Now that we understand how these factors are determined, we can fully understand how to calculate OEE. If the equations for Availability, Performance, and Quality are substituted into the main OEE equation, we can also illustrate the equation as
(Run Time ÷ Planned Production Time) × ((Ideal Cycle Time × Total Count) ÷ Run Time) × (Good Count × Total Count) = OEE
If we grab the numbers from the above examples and plug them into the simple OEE equation, we can find the OEE for our imaginary scenario.
OEE = 81.25% × 89.74% × 91.43% = 66.67%
What is considered a good OEE score?
OEE is the ratio of fully productive time to planned production time, and takes six big losses into account, with two types of losses coming from each measurement:
Closely related to OEE, total effective equipment performance (TEEP) takes into account calendar hours instead of scheduled operating hours. In other words, it takes into account utilization. Measuring utilization is important to know the true capacity of your manufacturing operation, as it takes into account schedule losses.
The biggest difference between OEE and TEEP is that OEE measures planned production time while TEEP measures all time that is truly productive. OEE is useful in determining how productive a manufacturing operation is while it’s running during scheduled working hours. TEEP brings in the impact of scheduled downtime, or hours when the manufacturing plant is closed. The goal of TEEP is to show how much additional capacity is available to increase production without new equipment expenses.
TEEP is a simple extension of OEE, and is calculated by multiplying the three measurements from OEE as well as Utilization. It looks like this:
Availability × Performance × Quality × Utilization = TEEP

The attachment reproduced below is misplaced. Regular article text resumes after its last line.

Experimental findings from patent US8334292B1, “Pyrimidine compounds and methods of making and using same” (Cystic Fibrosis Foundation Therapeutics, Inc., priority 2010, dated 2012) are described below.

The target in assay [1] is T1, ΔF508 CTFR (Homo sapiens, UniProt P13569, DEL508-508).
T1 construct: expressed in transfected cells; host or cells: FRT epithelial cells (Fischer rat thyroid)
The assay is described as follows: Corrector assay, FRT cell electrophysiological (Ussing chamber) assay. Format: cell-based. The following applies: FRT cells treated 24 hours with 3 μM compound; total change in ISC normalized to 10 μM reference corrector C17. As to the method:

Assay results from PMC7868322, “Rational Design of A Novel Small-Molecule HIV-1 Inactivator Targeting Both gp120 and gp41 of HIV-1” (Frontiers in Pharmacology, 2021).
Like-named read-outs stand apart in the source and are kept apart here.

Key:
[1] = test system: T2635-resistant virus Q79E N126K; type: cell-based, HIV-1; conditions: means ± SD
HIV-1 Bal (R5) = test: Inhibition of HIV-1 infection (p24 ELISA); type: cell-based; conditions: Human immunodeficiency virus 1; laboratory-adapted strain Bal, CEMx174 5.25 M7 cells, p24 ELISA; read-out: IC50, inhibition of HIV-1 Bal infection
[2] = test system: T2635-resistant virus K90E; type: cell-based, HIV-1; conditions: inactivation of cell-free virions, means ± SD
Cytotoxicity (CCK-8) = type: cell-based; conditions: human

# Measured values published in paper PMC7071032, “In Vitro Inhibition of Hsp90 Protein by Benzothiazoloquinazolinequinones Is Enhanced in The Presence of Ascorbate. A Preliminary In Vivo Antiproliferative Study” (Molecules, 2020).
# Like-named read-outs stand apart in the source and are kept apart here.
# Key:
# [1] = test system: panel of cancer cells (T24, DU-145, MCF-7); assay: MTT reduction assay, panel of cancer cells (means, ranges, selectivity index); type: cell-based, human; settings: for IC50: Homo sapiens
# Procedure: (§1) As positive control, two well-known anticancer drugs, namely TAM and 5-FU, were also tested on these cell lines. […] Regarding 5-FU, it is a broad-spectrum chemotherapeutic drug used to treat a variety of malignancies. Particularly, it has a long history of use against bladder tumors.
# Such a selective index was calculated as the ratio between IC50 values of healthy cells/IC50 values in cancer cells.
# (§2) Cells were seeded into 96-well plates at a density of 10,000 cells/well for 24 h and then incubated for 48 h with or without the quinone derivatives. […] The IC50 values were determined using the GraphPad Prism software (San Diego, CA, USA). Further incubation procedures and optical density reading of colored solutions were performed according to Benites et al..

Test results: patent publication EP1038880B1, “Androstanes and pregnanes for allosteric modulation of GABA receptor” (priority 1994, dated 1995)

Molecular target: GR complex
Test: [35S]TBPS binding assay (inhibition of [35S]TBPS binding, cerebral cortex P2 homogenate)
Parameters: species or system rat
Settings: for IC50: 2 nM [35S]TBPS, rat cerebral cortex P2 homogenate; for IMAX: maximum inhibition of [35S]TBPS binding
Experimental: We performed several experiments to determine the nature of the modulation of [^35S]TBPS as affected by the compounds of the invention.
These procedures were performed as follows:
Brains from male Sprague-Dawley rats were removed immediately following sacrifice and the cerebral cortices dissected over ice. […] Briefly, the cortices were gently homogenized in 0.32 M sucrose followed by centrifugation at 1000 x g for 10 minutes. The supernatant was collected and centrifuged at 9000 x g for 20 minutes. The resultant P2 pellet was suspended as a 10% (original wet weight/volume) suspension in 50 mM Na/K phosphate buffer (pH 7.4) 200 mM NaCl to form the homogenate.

This could also be written as follows:
OEE × Utilization = TEEP
Since TEEP takes into account schedule losses (such as the plant being not open or times that production is not scheduled), it can be known as the ratio of fully productive time to all time. In other words, TEEP helps show the untapped potential of your manufacturing operations.
One example is a manufacturing plant that has an OEE score of 75%. While this may be seen as a great score, the TEEP will usually be much lower. If a factory is only open for 16 hours a day (out of 24) and only 5 days a week (out of 7), that means they are in production time 80 hours a week. However, there is 168 hours in a given week. By dividing 80 hours by 168 hours, you get your utilization rate (47.62%). And finally, calculating the OEE score of 75% times the utilization rate of 47.62% gives you:
TEEP = 0.75 × .4762 = 0.35715 = 37.715%
It’s important to put a TEEP score into perspective, as a perfect TEEP score (100%) means you are making parts as fast as possible with no stops around the clock (24/7), which implies no schedule losses and no OEE losses. This kind of production seems impractical for any business to implement. TEEP should be used for perspective–helping you get a better understanding of your sales and capacity, your labor and utilization, and your manufacturing performance.
OEE software will automatically grab the required measurements and turn them into a score that grades the manufacturing performance. This data can be acquired in real-time,a nd takes into account forecasting to know where you stand for the day and where you are projected to finish if your rate continues at the same pace, output, and quality of production. Examples of data captured include downtime, counters, design speeds, and contextual data.
OEE software works very closely with MES software in a manufacturing environment. This is because MES applications allow decision-makers to use OEE to their advantage through reports, Pareto charts, and a corporate overview of performance. Those with more manual processes (and thus, no MES system in place) may want to consider OLE (overall labor effectiveness), which helps measure how effective your workforce is through their productivity levels (such as how much they are producing per day).
A business can benefit from OEE software through reduced downtime and rate losses, improved operational cost control, and improved manufacturing performance. This type of software also works closely with statistical process control (SPC) software, which is in charge of collecting quality and performance data in real-time for statistical analysis. While data from OEE systems give insight into your manufacturing performance (and thus, help reduce costs by ensuring you get the most out of your employees, equipment, and facilities), SPC data helps identity quality issues and process variations. This allows for corrective action to take place before issues occur.